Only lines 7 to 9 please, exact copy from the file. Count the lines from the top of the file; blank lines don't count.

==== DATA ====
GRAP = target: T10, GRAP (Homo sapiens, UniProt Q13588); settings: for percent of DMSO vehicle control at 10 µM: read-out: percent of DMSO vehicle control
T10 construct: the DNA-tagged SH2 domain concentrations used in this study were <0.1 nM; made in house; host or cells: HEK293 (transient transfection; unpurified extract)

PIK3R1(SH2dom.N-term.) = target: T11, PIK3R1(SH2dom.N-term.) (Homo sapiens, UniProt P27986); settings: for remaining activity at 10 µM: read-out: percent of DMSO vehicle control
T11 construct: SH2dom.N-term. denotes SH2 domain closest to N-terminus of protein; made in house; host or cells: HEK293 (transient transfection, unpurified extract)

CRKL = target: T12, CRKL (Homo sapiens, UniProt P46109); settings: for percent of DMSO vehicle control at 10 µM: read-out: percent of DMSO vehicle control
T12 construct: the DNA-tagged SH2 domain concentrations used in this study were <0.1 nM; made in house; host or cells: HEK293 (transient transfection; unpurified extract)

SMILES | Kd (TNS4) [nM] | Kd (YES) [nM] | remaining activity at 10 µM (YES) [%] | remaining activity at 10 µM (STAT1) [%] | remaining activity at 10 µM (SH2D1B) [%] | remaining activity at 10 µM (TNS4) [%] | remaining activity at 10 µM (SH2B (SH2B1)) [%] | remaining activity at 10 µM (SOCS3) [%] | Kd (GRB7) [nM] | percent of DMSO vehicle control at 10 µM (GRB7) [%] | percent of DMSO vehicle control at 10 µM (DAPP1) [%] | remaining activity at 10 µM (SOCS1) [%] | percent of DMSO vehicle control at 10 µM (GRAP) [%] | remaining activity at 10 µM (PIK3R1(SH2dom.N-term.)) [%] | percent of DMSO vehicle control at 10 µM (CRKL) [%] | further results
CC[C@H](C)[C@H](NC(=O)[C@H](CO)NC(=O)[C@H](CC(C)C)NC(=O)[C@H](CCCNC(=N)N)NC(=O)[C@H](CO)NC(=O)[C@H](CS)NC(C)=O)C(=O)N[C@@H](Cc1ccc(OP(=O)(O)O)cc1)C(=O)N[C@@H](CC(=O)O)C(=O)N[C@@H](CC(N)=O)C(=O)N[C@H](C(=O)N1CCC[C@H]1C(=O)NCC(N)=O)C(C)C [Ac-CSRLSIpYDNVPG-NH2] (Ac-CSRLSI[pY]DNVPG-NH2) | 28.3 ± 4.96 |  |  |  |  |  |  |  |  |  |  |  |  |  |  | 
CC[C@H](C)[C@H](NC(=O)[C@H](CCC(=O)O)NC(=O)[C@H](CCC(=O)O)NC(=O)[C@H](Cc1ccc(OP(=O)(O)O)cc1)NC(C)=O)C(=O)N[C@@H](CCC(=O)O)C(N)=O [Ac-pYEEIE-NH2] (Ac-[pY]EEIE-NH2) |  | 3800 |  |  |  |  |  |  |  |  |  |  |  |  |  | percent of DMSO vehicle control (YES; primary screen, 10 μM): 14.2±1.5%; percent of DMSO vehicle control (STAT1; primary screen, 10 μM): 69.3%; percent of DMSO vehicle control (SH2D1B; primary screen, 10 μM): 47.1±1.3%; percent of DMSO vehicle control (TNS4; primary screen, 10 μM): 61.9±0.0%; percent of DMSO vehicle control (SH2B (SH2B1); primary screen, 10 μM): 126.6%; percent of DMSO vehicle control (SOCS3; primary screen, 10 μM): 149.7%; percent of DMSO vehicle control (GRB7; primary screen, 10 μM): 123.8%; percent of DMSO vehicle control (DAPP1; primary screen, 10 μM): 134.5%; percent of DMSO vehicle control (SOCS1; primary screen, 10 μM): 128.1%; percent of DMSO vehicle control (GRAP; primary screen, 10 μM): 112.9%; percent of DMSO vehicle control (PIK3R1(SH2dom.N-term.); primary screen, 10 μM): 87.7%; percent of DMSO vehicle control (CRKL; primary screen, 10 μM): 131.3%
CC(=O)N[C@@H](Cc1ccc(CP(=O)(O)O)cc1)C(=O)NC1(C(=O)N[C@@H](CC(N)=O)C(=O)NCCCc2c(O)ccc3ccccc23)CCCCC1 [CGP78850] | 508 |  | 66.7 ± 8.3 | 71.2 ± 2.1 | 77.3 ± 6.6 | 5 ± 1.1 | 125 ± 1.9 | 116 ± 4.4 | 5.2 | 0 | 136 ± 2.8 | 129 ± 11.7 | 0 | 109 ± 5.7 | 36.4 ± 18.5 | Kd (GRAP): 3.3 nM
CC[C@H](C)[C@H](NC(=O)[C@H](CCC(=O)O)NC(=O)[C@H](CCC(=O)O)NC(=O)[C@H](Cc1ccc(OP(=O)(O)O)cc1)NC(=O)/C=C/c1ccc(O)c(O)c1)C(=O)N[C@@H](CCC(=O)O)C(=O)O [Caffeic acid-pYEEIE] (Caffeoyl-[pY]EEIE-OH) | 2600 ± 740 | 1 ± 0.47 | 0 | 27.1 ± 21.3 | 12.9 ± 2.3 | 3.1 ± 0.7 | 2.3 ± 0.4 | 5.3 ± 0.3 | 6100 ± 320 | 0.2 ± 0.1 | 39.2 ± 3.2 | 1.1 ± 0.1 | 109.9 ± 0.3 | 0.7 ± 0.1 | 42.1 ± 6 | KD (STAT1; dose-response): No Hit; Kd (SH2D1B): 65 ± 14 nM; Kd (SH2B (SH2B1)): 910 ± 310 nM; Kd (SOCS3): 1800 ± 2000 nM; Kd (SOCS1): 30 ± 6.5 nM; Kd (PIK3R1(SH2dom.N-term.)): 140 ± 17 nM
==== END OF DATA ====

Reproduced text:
SMILES | Kd (TNS4) [nM] | Kd (YES) [nM] | remaining activity at 10 µM (YES) [%] | remaining activity at 10 µM (STAT1) [%] | remaining activity at 10 µM (SH2D1B) [%] | remaining activity at 10 µM (TNS4) [%] | remaining activity at 10 µM (SH2B (SH2B1)) [%] | remaining activity at 10 µM (SOCS3) [%] | Kd (GRB7) [nM] | percent of DMSO vehicle control at 10 µM (GRB7) [%] | percent of DMSO vehicle control at 10 µM (DAPP1) [%] | remaining activity at 10 µM (SOCS1) [%] | percent of DMSO vehicle control at 10 µM (GRAP) [%] | remaining activity at 10 µM (PIK3R1(SH2dom.N-term.)) [%] | percent of DMSO vehicle control at 10 µM (CRKL) [%] | further results
CC[C@H](C)[C@H](NC(=O)[C@H](CO)NC(=O)[C@H](CC(C)C)NC(=O)[C@H](CCCNC(=N)N)NC(=O)[C@H](CO)NC(=O)[C@H](CS)NC(C)=O)C(=O)N[C@@H](Cc1ccc(OP(=O)(O)O)cc1)C(=O)N[C@@H](CC(=O)O)C(=O)N[C@@H](CC(N)=O)C(=O)N[C@H](C(=O)N1CCC[C@H]1C(=O)NCC(N)=O)C(C)C [Ac-CSRLSIpYDNVPG-NH2] (Ac-CSRLSI[pY]DNVPG-NH2) | 28.3 ± 4.96 |  |  |  |  |  |  |  |  |  |  |  |  |  |  | 
CC[C@H](C)[C@H](NC(=O)[C@H](CCC(=O)O)NC(=O)[C@H](CCC(=O)O)NC(=O)[C@H](Cc1ccc(OP(=O)(O)O)cc1)NC(C)=O)C(=O)N[C@@H](CCC(=O)O)C(N)=O [Ac-pYEEIE-NH2] (Ac-[pY]EEIE-NH2) |  | 3800 |  |  |  |  |  |  |  |  |  |  |  |  |  | percent of DMSO vehicle control (YES; primary screen, 10 μM): 14.2±1.5%; percent of DMSO vehicle control (STAT1; primary screen, 10 μM): 69.3%; percent of DMSO vehicle control (SH2D1B; primary screen, 10 μM): 47.1±1.3%; percent of DMSO vehicle control (TNS4; primary screen, 10 μM): 61.9±0.0%; percent of DMSO vehicle control (SH2B (SH2B1); primary screen, 10 μM): 126.6%; percent of DMSO vehicle control (SOCS3; primary screen, 10 μM): 149.7%; percent of DMSO vehicle control (GRB7; primary screen, 10 μM): 123.8%; percent of DMSO vehicle control (DAPP1; primary screen, 10 μM): 134.5%; percent of DMSO vehicle control (SOCS1; primary screen, 10 μM): 128.1%; percent of DMSO vehicle control (GRAP; primary screen, 10 μM): 112.9%; percent of DMSO vehicle control (PIK3R1(SH2dom.N-term.); primary screen, 10 μM): 87.7%; percent of DMSO vehicle control (CRKL; primary screen, 10 μM): 131.3%